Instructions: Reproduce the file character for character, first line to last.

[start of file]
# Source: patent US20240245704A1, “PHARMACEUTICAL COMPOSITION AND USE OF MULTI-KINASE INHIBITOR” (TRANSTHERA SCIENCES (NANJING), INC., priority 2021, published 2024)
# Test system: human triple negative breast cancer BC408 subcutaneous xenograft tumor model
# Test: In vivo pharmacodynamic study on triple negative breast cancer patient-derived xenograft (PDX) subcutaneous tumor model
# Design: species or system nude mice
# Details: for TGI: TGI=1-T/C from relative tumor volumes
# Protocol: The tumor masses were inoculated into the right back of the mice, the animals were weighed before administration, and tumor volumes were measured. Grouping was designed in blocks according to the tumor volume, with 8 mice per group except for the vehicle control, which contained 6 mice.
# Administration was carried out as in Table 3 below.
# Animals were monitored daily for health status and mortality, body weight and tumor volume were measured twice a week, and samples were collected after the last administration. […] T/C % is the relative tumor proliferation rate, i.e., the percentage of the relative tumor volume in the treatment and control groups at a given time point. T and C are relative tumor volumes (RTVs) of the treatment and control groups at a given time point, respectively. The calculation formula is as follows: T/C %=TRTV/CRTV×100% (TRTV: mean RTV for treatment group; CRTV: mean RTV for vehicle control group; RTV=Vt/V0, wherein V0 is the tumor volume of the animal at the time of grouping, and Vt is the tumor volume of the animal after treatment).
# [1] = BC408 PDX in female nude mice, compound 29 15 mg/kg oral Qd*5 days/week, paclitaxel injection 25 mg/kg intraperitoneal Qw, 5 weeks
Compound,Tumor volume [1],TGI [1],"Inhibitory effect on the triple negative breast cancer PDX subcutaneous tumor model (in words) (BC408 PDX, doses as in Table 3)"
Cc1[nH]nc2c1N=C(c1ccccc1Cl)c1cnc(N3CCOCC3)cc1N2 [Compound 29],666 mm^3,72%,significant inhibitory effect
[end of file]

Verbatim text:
# Source: patent US20240245704A1, “PHARMACEUTICAL COMPOSITION AND USE OF MULTI-KINASE INHIBITOR” (TRANSTHERA SCIENCES (NANJING), INC., priority 2021, published 2024)
# Test system: human triple negative breast cancer BC408 subcutaneous xenograft tumor model
# Test: In vivo pharmacodynamic study on triple negative breast cancer patient-derived xenograft (PDX) subcutaneous tumor model
# Design: species or system nude mice
# Details: for TGI: TGI=1-T/C from relative tumor volumes
# Protocol: The tumor masses were inoculated into the right back of the mice, the animals were weighed before administration, and tumor volumes were measured. Grouping was designed in blocks according to the tumor volume, with 8 mice per group except for the vehicle control, which contained 6 mice.
# Administration was carried out as in Table 3 below.
# Animals were monitored daily for health status and mortality, body weight and tumor volume were measured twice a week, and samples were collected after the last administration. […] T/C % is the relative tumor proliferation rate, i.e., the percentage of the relative tumor volume in the treatment and control groups at a given time point. T and C are relative tumor volumes (RTVs) of the treatment and control groups at a given time point, respectively. The calculation formula is as follows: T/C %=TRTV/CRTV×100% (TRTV: mean RTV for treatment group; CRTV: mean RTV for vehicle control group; RTV=Vt/V0, wherein V0 is the tumor volume of the animal at the time of grouping, and Vt is the tumor volume of the animal after treatment).
# [1] = BC408 PDX in female nude mice, compound 29 15 mg/kg oral Qd*5 days/week, paclitaxel injection 25 mg/kg intraperitoneal Qw, 5 weeks
Compound,Tumor volume [1],TGI [1],"Inhibitory effect on the triple negative breast cancer PDX subcutaneous tumor model (in words) (BC408 PDX, doses as in Table 3)"
Cc1[nH]nc2c1N=C(c1ccccc1Cl)c1cnc(N3CCOCC3)cc1N2 [Compound 29],666 mm^3,72%,significant inhibitory effect